The draft Corporate Sustainability Due Diligence Directive is a key step towards minimising the negative impacts of businesses on the environment, as well as people, in global value chains. The law sets out rules for companies to comply with in order to do business on the EU market.
For decades, the extractive industry has escaped the regulator’s eye despite being linked to some of the world’s worst environmental and human rights disasters. From the Shell oil spill in Nigeria – which caused irreversible ecological damage – to Norilsk Nickel’s poor wastewater management (turning glacial rivers red), it is time this industry is asked to comply with strict human rights and environmental rules.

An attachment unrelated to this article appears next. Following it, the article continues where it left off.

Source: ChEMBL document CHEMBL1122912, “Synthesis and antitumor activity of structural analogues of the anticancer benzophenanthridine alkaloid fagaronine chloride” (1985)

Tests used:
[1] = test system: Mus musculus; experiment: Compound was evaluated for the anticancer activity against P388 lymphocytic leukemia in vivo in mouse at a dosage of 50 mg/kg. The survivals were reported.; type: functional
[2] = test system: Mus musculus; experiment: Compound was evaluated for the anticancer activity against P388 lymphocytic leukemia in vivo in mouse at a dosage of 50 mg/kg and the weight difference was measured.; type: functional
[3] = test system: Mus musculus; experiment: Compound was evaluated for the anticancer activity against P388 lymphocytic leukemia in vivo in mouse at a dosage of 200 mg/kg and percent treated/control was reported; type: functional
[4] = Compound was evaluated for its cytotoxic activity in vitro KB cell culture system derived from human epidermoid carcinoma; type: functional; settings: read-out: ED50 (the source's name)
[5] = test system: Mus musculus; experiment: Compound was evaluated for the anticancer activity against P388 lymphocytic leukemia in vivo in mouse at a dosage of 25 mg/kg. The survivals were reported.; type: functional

The European Commission’s proposed draft, however, falls short on a few key provisions. The text:
- Does not cover all companies in the extractive business, but instead sets a threshold based on revenue and/or number of employees. For the extractive sector, this would mean that around 20% of companies would not be covered by the rules.
- Does not adequately identify environmental risks, nor international environmental law for companies to follow. For instance, water pollution, biodiversity loss or waste management are all key environmental risks that are not defined in the draft law.
- Fails to require all companies to identify climate as an impact category and to require them to report on, with detailed information, their climate transition plans.
In this briefing, T&E analyses how the law can be improved by the European Parliament and member states.